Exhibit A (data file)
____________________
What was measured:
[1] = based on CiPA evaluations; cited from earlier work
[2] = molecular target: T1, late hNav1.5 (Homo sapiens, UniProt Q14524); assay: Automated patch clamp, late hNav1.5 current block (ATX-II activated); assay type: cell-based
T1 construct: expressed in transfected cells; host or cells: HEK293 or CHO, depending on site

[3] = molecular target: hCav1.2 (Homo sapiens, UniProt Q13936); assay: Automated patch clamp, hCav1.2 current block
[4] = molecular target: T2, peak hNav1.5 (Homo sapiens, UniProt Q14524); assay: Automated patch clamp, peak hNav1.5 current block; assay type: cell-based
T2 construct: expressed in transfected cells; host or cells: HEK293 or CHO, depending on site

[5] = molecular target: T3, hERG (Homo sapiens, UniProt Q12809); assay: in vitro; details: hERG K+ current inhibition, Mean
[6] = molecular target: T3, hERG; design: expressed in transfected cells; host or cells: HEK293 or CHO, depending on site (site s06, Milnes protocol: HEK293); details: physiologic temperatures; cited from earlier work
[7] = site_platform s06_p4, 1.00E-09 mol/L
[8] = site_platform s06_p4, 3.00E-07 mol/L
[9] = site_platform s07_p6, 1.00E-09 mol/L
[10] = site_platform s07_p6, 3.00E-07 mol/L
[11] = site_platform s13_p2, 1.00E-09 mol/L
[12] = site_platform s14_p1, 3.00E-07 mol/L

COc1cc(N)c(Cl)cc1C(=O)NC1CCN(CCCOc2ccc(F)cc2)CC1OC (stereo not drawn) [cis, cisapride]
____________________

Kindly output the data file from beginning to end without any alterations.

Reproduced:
What was measured:
[1] = based on CiPA evaluations; cited from earlier work
[2] = molecular target: T1, late hNav1.5 (Homo sapiens, UniProt Q14524); assay: Automated patch clamp, late hNav1.5 current block (ATX-II activated); assay type: cell-based
T1 construct: expressed in transfected cells; host or cells: HEK293 or CHO, depending on site

[3] = molecular target: hCav1.2 (Homo sapiens, UniProt Q13936); assay: Automated patch clamp, hCav1.2 current block
[4] = molecular target: T2, peak hNav1.5 (Homo sapiens, UniProt Q14524); assay: Automated patch clamp, peak hNav1.5 current block; assay type: cell-based
T2 construct: expressed in transfected cells; host or cells: HEK293 or CHO, depending on site

[5] = molecular target: T3, hERG (Homo sapiens, UniProt Q12809); assay: in vitro; details: hERG K+ current inhibition, Mean
[6] = molecular target: T3, hERG; design: expressed in transfected cells; host or cells: HEK293 or CHO, depending on site (site s06, Milnes protocol: HEK293); details: physiologic temperatures; cited from earlier work
[7] = site_platform s06_p4, 1.00E-09 mol/L
[8] = site_platform s06_p4, 3.00E-07 mol/L
[9] = site_platform s07_p6, 1.00E-09 mol/L
[10] = site_platform s07_p6, 3.00E-07 mol/L
[11] = site_platform s13_p2, 1.00E-09 mol/L
[12] = site_platform s14_p1, 3.00E-07 mol/L

COc1cc(N)c(Cl)cc1C(=O)NC1CCN(CCCOc2ccc(F)cc2)CC1OC (stereo not drawn) [cis, cisapride]